STEVE INSKEEP, HOST:
For only the second time ever, the Securities and Exchange Commission is charging a state with securities fraud. The SEC says Illinois misled investors about the true health of its pension funds, which now have a shortfall of nearly $100 billion. NPR's David Schaper reports.
DAVID SCHAPER, BYLINE: For decades, Illinois's governors and state lawmakers have failed to put enough money into the pension funds for state workers, university employees, teachers, judges, and even themselves. From 2005 through 2009, as the state's pension hole grew especially deep, the SEC says the administration of then-Governor Rod Blagojevich misled investors who were buying the state's bonds about just how bad Illinois's unfunded pension liability really was.
LAURENCE MSALL: The SEC is saying that there was not sufficient disclosure so that people could evaluate what the real risk of Illinois debt was.
SCHAPER: That's Laurence Msall of the Civic Federation, a budget watchdog group.
MSALL: The state's financial health has slipped to a level unprecedented among any of the 50 states. And this last finding is a very serious indictment of the state's financial reporting.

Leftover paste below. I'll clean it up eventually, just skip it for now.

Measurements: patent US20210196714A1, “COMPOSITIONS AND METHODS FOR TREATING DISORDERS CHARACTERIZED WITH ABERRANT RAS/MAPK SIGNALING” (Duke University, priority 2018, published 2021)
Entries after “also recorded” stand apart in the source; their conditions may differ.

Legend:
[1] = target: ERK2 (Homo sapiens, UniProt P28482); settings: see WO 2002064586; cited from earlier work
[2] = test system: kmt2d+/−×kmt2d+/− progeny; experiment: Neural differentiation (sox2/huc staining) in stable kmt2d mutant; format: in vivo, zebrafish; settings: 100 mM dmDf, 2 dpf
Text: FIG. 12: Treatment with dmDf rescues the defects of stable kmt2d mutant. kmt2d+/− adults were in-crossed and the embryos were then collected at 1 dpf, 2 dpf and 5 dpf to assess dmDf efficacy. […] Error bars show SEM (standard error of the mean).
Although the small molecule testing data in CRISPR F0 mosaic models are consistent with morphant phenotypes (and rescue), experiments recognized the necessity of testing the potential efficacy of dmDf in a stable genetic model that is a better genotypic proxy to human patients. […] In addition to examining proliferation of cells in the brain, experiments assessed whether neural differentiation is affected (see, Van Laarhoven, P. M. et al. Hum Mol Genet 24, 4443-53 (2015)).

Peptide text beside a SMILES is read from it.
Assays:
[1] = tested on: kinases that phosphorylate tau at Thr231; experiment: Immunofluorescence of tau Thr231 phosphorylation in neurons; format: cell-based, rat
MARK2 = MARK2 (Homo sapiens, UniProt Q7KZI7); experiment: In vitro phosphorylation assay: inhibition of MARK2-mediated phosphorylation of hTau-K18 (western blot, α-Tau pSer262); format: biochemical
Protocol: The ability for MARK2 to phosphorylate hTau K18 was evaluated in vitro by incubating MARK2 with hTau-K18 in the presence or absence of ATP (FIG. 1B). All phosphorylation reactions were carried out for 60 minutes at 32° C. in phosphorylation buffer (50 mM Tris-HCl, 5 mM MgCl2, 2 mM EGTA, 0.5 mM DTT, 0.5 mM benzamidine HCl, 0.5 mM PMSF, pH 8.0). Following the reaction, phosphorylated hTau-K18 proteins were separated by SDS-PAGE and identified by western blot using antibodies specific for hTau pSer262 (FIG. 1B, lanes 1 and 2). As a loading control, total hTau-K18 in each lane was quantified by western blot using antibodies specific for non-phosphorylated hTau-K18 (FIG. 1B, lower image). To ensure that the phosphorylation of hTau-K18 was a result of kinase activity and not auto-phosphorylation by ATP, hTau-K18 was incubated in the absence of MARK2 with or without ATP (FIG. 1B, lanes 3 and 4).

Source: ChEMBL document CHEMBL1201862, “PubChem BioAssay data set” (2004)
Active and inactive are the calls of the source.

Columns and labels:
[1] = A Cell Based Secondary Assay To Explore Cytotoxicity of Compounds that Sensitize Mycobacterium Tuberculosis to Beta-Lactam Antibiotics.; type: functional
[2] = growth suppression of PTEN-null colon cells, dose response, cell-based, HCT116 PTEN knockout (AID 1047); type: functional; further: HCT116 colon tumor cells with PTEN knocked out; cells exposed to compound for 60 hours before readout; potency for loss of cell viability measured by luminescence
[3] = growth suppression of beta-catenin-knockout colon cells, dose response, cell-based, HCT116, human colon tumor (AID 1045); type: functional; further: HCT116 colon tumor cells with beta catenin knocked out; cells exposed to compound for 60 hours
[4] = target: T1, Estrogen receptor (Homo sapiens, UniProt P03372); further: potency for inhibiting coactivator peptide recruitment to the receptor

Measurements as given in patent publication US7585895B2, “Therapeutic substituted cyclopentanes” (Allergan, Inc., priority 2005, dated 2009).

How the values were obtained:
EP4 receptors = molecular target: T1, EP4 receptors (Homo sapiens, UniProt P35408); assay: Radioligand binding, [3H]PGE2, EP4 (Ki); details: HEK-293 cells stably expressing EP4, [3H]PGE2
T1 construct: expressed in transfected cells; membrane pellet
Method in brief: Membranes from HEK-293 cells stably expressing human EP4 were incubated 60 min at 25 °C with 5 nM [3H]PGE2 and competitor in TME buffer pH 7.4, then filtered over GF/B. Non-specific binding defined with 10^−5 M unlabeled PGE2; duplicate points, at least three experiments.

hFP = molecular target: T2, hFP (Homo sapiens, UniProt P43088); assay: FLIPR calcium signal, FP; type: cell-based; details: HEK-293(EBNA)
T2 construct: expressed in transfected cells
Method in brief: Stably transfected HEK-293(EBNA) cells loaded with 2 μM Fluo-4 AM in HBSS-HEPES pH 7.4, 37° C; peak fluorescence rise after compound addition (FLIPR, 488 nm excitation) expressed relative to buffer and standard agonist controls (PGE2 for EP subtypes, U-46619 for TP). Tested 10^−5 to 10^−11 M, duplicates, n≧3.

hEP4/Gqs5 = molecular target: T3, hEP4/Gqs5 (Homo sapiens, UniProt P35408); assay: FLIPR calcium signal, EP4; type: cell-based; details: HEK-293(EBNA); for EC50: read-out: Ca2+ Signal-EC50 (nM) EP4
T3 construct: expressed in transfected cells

SCHAPER: Illinois is settling the charges with the SEC, not admitting to any wrongdoing but agreeing to a cease and desist order. A top budget official says the state has been filing more complete financial disclosures since 2010, when New Jersey faced similar charges. Again, Laurence Msall.
MSALL: This is yet another wakeup call for all of the governors of all of the states that the federal government is concerned by the level of debt and the level of unfunded pension liability that continues to grow.
SCHAPER: That unfunded pension liability of all of the states is over $750 billion. Illinois's alone is more than 96 billion. David Schaper, NPR News, Chicago. Transcript provided by NPR, Copyright NPR.